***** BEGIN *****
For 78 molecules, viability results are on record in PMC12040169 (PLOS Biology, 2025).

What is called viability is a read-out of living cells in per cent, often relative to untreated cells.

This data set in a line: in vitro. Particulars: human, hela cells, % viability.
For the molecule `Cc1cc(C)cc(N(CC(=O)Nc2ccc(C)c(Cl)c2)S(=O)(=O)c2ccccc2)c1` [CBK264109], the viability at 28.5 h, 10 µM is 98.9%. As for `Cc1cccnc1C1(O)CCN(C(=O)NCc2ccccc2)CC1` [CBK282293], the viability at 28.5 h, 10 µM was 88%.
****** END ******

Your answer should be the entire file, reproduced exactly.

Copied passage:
For 78 molecules, viability results are on record in PMC12040169 (PLOS Biology, 2025).

What is called viability is a read-out of living cells in per cent, often relative to untreated cells.

This data set in a line: in vitro. Particulars: human, hela cells, % viability.
For the molecule `Cc1cc(C)cc(N(CC(=O)Nc2ccc(C)c(Cl)c2)S(=O)(=O)c2ccccc2)c1` [CBK264109], the viability at 28.5 h, 10 µM is 98.9%. As for `Cc1cccnc1C1(O)CCN(C(=O)NCc2ccccc2)CC1` [CBK282293], the viability at 28.5 h, 10 µM was 88%.